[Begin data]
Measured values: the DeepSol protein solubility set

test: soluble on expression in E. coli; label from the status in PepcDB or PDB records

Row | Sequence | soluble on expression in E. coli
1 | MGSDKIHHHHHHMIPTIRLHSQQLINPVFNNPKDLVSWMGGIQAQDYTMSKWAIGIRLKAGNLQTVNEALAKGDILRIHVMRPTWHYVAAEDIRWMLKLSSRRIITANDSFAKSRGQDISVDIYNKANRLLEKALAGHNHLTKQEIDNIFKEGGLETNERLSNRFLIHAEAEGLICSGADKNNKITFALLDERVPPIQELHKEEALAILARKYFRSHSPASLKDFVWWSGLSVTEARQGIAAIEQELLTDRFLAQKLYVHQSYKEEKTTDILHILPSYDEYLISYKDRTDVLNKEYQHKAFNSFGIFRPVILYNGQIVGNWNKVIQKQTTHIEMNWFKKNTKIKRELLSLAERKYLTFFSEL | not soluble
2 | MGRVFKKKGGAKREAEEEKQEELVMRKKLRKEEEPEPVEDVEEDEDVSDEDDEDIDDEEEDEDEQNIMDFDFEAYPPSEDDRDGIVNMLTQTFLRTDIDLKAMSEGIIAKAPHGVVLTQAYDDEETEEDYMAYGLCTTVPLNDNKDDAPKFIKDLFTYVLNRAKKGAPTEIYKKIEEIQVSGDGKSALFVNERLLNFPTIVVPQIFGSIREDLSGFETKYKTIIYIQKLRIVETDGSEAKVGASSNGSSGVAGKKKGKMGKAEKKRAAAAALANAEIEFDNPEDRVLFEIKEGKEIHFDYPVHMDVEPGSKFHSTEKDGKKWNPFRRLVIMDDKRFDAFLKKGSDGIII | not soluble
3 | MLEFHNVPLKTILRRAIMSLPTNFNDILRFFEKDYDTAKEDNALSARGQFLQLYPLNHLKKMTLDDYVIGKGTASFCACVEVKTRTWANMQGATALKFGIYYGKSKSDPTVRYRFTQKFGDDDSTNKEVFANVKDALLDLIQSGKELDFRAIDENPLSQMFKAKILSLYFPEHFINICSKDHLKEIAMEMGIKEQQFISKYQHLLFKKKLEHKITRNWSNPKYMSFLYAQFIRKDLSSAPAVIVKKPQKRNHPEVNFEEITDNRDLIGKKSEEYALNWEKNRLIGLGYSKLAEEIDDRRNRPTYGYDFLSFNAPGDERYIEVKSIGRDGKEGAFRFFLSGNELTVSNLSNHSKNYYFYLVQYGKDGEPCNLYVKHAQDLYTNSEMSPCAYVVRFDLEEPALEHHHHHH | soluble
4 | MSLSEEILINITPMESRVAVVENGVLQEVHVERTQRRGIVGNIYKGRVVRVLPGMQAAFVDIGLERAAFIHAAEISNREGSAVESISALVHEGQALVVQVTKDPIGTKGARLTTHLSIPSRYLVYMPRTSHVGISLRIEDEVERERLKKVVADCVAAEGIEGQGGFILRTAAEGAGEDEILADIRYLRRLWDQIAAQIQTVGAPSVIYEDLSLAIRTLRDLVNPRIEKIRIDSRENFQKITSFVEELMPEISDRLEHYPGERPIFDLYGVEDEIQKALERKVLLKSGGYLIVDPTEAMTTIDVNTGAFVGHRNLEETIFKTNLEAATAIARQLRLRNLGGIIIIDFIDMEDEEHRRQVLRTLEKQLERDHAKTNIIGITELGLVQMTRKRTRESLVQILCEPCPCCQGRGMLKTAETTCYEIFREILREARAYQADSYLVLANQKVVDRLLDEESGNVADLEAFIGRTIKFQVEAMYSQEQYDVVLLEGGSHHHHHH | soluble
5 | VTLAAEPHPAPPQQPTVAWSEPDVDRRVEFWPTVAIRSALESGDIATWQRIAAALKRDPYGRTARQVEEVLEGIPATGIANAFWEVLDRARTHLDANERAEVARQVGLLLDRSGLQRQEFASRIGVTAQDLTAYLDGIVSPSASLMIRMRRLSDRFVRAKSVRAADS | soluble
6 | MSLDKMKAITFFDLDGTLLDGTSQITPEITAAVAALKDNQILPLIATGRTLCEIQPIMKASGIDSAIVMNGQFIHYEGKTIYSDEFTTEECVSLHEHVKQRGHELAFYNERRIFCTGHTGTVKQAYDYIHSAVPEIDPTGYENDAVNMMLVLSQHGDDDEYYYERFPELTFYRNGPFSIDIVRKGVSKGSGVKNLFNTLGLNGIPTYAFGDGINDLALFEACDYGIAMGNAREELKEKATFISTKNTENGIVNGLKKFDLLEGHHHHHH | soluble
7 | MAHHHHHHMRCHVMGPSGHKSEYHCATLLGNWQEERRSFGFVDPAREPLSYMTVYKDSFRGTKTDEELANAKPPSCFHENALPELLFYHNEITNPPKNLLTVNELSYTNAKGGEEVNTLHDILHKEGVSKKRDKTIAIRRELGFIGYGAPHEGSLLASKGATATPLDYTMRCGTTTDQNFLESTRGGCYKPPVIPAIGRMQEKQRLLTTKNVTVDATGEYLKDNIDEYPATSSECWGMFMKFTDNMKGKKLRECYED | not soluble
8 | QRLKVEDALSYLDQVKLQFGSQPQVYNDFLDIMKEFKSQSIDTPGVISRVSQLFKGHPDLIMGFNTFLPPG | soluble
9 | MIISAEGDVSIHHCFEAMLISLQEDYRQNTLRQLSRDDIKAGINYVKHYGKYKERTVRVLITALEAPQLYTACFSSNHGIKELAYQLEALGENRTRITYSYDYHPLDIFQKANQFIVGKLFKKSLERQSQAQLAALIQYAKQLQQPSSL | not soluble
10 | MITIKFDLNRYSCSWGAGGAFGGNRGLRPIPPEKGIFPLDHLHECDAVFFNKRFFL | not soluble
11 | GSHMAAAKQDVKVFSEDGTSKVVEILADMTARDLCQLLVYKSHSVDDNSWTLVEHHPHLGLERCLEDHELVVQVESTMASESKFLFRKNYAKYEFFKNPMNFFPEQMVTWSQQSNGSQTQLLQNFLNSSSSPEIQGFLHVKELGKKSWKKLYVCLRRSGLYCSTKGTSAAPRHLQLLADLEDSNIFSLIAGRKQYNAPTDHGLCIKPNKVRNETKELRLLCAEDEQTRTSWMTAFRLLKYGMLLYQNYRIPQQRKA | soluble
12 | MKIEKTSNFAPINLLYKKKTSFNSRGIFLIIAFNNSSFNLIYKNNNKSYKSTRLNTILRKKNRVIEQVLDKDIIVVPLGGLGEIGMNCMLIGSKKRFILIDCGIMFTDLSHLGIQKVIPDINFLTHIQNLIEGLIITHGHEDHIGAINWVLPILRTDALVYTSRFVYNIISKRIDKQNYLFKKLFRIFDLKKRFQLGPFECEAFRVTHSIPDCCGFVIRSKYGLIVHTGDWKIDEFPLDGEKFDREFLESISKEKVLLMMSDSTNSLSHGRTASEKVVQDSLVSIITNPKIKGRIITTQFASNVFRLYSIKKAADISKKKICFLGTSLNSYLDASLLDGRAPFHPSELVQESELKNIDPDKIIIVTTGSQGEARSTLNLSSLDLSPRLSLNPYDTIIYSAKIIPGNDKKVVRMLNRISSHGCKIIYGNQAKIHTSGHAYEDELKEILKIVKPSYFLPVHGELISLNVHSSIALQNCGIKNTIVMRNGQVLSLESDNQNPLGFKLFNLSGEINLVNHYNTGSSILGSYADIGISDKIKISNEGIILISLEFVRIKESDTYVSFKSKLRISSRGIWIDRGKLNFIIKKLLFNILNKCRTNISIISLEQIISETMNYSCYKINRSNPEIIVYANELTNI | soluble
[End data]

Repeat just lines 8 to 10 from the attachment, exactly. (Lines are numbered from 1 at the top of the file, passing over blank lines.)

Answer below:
5 | VTLAAEPHPAPPQQPTVAWSEPDVDRRVEFWPTVAIRSALESGDIATWQRIAAALKRDPYGRTARQVEEVLEGIPATGIANAFWEVLDRARTHLDANERAEVARQVGLLLDRSGLQRQEFASRIGVTAQDLTAYLDGIVSPSASLMIRMRRLSDRFVRAKSVRAADS | soluble
6 | MSLDKMKAITFFDLDGTLLDGTSQITPEITAAVAALKDNQILPLIATGRTLCEIQPIMKASGIDSAIVMNGQFIHYEGKTIYSDEFTTEECVSLHEHVKQRGHELAFYNERRIFCTGHTGTVKQAYDYIHSAVPEIDPTGYENDAVNMMLVLSQHGDDDEYYYERFPELTFYRNGPFSIDIVRKGVSKGSGVKNLFNTLGLNGIPTYAFGDGINDLALFEACDYGIAMGNAREELKEKATFISTKNTENGIVNGLKKFDLLEGHHHHHH | soluble
7 | MAHHHHHHMRCHVMGPSGHKSEYHCATLLGNWQEERRSFGFVDPAREPLSYMTVYKDSFRGTKTDEELANAKPPSCFHENALPELLFYHNEITNPPKNLLTVNELSYTNAKGGEEVNTLHDILHKEGVSKKRDKTIAIRRELGFIGYGAPHEGSLLASKGATATPLDYTMRCGTTTDQNFLESTRGGCYKPPVIPAIGRMQEKQRLLTTKNVTVDATGEYLKDNIDEYPATSSECWGMFMKFTDNMKGKKLRECYED | not soluble